The music inspired by Joan of Arc doesn’t go back as far as in literature. The comic opera, Jeanne d’Arc à Orléans, by Beethoven’s friend and patron, Rudolphe Kreutzer, is one of the earlier examples. Apart from Tchaikovsky’s Maid of Orléans, there is Verdi’s opera, Giovanna d’Arco, also loosely based on Schiller’s play. But history was tampered with even more in this version because, when the opera was produced in Rome after its premiere at La Scala, it was a victim of papal censorship. The setting had to be changed to Lesbos, and Joan of Arc was turned into a heroine of Genoese descent fighting against the Turks.
Then we come to the deeply religious dramatic oratorio, Jeanne d’Arc au Bûcher, (“Joan of Arc at the Stake”), written in 1935, with music by Arthur Honegger and a libretto by Paul Claudel. Claudel was a poet, dramatist and devout catholic. At first he believed that it would be impossible to do justice to the story of the warrior maid. But then he had a vision of his own, and he was inspired to set the piece at the moment of Joan’s death in the flames, with the past, present and future converging. As she gives up her soul, the spirit of the girl returns to look at her life in a series of flashbacks.
Honegger called the piece a dramatic oratorio because of the way it combined both drama and music. The mixed media work makes use of poetry, narration, and an array of different musical styles; Gregorian chant, medieval songs from Joan’s time, folksongs, even jazz. In the instrumentation he used saxophones rather than French horns, and there is an important part for the early electronic instrument, the ondes Martenots, which gives the work an unsettling, eerie quality. The part of Joan of Arc herself is a speaking role, and Honegger drew on his experience as a pioneer of serious film scores to integrate the speech into the music. He also included five solo voices and two choruses; one is a children’s chorus, and the other a mixed voice chorus that ranges from wordless humming to whispering, from singing folk melodies to shouting accusations at Joan. The overall effect is enormous.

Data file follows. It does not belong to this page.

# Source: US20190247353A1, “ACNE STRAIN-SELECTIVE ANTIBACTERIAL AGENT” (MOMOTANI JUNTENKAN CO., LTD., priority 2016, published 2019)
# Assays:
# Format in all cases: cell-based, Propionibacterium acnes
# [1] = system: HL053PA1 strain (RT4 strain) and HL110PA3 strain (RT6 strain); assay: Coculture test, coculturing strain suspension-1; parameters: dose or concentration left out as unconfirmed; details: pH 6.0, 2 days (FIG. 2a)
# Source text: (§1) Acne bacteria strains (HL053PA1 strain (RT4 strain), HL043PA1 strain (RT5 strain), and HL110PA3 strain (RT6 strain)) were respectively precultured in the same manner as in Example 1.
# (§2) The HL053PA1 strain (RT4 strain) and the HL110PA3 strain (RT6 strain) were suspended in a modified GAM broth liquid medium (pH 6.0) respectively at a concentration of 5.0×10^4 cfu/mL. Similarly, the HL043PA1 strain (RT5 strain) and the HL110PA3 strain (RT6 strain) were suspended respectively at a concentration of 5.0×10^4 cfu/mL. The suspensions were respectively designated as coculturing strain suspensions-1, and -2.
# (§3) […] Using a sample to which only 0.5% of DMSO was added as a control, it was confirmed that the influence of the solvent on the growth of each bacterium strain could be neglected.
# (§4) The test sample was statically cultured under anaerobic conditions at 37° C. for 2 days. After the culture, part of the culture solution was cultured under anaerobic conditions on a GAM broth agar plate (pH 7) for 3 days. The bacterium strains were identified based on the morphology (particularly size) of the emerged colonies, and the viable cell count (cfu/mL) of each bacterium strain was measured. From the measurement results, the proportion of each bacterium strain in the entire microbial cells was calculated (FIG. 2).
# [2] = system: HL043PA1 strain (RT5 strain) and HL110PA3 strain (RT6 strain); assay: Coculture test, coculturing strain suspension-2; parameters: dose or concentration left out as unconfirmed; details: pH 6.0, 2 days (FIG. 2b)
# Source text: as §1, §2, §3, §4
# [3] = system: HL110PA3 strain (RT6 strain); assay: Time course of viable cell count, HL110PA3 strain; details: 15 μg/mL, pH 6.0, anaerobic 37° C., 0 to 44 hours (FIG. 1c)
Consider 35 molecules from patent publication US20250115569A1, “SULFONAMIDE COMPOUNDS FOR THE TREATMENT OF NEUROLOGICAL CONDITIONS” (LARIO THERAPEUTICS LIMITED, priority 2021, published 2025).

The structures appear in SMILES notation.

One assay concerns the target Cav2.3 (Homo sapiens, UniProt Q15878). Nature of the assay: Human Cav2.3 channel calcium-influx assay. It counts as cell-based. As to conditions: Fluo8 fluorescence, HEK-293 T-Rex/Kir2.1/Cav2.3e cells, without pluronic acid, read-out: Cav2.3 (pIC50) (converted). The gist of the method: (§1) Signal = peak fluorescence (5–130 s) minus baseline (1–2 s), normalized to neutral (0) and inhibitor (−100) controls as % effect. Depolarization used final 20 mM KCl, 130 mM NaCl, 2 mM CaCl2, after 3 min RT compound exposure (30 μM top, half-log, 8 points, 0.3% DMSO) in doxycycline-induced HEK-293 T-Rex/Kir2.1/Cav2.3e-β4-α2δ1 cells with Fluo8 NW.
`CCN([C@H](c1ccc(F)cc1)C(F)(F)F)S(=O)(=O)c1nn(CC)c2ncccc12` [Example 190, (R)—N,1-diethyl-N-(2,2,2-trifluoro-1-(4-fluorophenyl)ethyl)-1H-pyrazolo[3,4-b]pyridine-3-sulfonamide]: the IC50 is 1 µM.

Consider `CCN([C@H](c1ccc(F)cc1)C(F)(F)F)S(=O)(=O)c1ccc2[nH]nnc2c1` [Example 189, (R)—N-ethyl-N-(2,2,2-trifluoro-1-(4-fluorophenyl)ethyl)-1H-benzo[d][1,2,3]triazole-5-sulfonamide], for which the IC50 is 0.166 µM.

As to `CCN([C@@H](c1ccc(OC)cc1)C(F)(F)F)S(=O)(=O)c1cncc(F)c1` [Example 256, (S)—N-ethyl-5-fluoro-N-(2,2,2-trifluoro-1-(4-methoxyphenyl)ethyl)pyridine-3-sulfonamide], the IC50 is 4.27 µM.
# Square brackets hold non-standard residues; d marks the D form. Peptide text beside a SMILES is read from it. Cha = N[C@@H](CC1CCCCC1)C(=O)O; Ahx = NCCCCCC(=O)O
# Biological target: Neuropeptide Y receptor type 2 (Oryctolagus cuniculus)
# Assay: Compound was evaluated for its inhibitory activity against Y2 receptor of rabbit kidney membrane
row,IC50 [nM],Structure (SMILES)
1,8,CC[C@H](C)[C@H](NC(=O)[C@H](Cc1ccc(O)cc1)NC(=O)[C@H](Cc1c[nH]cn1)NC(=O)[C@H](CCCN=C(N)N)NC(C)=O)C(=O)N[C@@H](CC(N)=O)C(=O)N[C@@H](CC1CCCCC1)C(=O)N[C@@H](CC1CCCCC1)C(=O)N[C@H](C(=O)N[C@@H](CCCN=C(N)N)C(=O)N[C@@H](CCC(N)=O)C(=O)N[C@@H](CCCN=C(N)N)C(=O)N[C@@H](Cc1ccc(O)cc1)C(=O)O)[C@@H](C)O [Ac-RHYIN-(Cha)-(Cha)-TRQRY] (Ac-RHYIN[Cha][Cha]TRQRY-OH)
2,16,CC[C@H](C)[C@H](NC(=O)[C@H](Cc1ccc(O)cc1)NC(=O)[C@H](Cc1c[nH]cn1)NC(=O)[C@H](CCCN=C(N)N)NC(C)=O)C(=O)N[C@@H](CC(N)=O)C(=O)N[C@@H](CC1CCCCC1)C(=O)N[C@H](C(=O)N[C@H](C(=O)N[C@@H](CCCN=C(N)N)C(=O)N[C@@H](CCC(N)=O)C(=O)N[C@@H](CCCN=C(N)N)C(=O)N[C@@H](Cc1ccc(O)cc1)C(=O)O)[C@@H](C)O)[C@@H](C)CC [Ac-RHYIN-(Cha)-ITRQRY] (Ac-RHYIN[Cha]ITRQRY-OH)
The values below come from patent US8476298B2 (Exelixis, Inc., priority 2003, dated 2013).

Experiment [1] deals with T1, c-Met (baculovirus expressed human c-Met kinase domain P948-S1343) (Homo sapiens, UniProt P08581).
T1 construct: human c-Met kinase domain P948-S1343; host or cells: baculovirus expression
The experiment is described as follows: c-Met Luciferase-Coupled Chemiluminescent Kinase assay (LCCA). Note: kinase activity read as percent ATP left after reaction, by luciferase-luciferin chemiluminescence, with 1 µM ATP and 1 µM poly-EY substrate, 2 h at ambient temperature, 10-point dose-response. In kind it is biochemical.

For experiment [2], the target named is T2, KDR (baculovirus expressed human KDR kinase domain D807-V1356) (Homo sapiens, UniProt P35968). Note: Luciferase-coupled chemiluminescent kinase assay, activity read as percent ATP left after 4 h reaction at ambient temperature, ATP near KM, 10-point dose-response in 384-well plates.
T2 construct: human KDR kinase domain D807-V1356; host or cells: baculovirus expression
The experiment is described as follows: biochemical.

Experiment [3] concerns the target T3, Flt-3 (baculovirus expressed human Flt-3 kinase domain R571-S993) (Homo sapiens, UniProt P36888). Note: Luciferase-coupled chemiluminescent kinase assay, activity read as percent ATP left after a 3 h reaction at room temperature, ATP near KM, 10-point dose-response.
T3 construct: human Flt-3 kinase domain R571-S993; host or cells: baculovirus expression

Honegger had begun writing film scores in the early 1920’s. In 1928, the Danish film-maker, Carl Theodor Dreyer, directed his masterpiece, La Passion de Jeanne d’Arc (“The Passion of Joan of Arc”). This landmark film, focusing on Joan’s trial and execution, has an almost documentary feel because of the veracity that Dreyer brought to it. He seems not to have selected a definitive score for his silent film, but one has to think that Dreyer would not have been unpleased with the superb setting made by the American composer, Richard Einhorn, in 1994. His music, like Honegger’s, takes the form of an oratorio, called Voices of Light, and it is scored for soloists, chorus, orchestra - and bell. Look out for the Baltimore Symphony performance of Voices of Light - The Passion of Joan of Arc in March!
Judith Krummeck is the Evening Drive Time Host of WBJC-FM. She is currently enrolled in the Creative Writing and Publishing Arts MFA program at the University of Baltimore.